The Canadian Press - ONLINE EDITION

US fund inks $480M energy deal in Myanmar that is largest US investment since sanctions lifted

  • Print

YANGON, Myanmar - A U.S investment group has signed a $480 million deal to build two solar energy plants in central Myanmar, one of the largest investments by an American firm since the easing of U.S. sanctions.

The agreement, inked by the ACO Investment Group and the Ministry of Energy, is aimed at helping ease electricity shortages in the country of 60 million, which only recently emerged from a half-century of military rule and self-imposed isolation.

Due to years of neglect, mismanagement and squandered wealth, three-quarters of the population still live without electricity, a situation that is even direr in rural areas. With experts estimating that energy demand could double within the next five years, the government is desperate to find outside funding.

The U.S. Embassy said Thursday the two 150 megawatt solar energy plants in the Mandalay region could account for 10 per cent to 12 per cent of Myanmar's power generation when completed in 2016.

It said the project would create 400 construction jobs in the two Mandalay districts where the plants will be located and 100 permanent jobs.

The investment will be the largest by a U.S company in Myanmar following the U.S. government's decision to suspend investment sanctions on the country after its democratic reforms in 2012.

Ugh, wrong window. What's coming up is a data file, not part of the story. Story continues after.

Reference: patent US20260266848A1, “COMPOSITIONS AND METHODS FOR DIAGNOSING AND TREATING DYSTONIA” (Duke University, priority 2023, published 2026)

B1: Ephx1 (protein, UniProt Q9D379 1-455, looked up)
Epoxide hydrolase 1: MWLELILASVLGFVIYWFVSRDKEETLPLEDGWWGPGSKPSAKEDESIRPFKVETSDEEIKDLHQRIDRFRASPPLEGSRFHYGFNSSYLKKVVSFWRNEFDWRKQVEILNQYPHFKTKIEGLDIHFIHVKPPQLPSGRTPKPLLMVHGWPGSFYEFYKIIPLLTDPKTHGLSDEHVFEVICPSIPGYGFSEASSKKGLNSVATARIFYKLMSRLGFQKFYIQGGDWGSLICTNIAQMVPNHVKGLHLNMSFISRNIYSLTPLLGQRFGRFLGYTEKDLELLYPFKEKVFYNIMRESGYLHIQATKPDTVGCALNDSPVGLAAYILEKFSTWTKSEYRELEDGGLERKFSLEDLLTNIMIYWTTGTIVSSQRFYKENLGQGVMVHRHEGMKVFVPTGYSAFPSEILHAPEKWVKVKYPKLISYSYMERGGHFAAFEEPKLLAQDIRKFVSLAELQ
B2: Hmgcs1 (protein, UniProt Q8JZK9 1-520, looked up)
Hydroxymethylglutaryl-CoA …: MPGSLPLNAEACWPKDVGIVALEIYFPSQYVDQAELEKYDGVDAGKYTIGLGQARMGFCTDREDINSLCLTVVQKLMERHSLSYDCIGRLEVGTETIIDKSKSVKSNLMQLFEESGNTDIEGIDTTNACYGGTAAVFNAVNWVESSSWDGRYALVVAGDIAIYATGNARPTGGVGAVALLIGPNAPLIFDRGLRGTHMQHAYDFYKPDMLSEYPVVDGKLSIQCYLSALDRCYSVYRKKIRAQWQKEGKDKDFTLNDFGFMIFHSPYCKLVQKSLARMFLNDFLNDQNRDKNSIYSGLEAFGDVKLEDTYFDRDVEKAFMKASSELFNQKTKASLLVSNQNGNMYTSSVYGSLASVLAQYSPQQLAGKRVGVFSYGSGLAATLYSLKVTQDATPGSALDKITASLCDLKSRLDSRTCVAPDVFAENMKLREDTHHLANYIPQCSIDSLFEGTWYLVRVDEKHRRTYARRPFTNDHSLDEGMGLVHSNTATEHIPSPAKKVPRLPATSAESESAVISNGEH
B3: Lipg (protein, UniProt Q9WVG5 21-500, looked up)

Fact Check

Fact Check

Have you found an error, or know of something we’ve missed in one of our stories?
Please use the form below and let us know.

* Required
  • Please post the headline of the story or the title of the video with the error.

  • Please post exactly what was wrong with the story.

  • Please indicate your source for the correct information.

  • Yes

    No

  • This will only be used to contact you if we have a question about your submission, it will not be used to identify you or be published.

  • Cancel

Having problems with the form?

Contact Us Directly
  • Print

You can comment on most stories on winnipegfreepress.com. You can also agree or disagree with other comments. All you need to do is be a Winnipeg Free Press print or e-edition subscriber to join the conversation and give your feedback.

You can comment on most stories on winnipegfreepress.com. You can also agree or disagree with other comments. All you need to do is be a Winnipeg Free Press print or e-edition subscriber to join the conversation and give your feedback.

Have Your Say

New to commenting? Check out our Frequently Asked Questions.

Have Your Say

Comments are open to Winnipeg Free Press print or e-edition subscribers only. why?

Have Your Say

Comments are open to Winnipeg Free Press Subscribers only. why?

The Winnipeg Free Press does not necessarily endorse any of the views posted. By submitting your comment, you agree to our Terms and Conditions. These terms were revised effective April 16, 2010.

letters

Make text: Larger | Smaller

LATEST VIDEO

Winnipeg Jet goalie Michael Hutchinson

View more like this

Photo Store Gallery

  • MIKE DEAL / WINNIPEG FREE PRESS 060711 Chris Pedersen breeds Monarch butterflies in his back yard in East Selkirk watching as it transforms from the Larva or caterpillar through the Chrysalis stage to an adult Monarch. Here an adult Monarch within an hour of it emerging from the Chrysalis which can be seen underneath it.
  • JOE.BRYKSA@FREEPRESS.MB.CA Local-(Standup photo)- Humming Around- A female ruby -throated hummingbird fly's through the bee bomb  flowers Friday at the Assiniboine Park English Garden- Nectar from flowers are their main source of food. Hummingbirds wings can beat as fast as 75x times second. Better get a glimpse of them soon the birds fly far south for the winter - from Mexico to South America- JOE BRYKSA/WINNIPEG FREE PRESS- Sept 10, 2009

View More Gallery Photos

Poll

Should the federal government be able to censor how Ottawa is portrayed in the CMHR?

View Results

Ads by Google